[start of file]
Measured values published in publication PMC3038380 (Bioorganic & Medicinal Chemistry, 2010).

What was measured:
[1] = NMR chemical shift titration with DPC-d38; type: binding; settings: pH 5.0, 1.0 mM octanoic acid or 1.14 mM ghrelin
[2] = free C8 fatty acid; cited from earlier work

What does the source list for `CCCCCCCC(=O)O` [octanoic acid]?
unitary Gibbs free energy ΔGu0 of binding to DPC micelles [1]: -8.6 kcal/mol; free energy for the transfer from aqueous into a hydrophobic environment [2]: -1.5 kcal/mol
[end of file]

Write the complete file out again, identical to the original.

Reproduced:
Measured values published in publication PMC3038380 (Bioorganic & Medicinal Chemistry, 2010).

What was measured:
[1] = NMR chemical shift titration with DPC-d38; type: binding; settings: pH 5.0, 1.0 mM octanoic acid or 1.14 mM ghrelin
[2] = free C8 fatty acid; cited from earlier work

What does the source list for `CCCCCCCC(=O)O` [octanoic acid]?
unitary Gibbs free energy ΔGu0 of binding to DPC micelles [1]: -8.6 kcal/mol; free energy for the transfer from aqueous into a hydrophobic environment [2]: -1.5 kcal/mol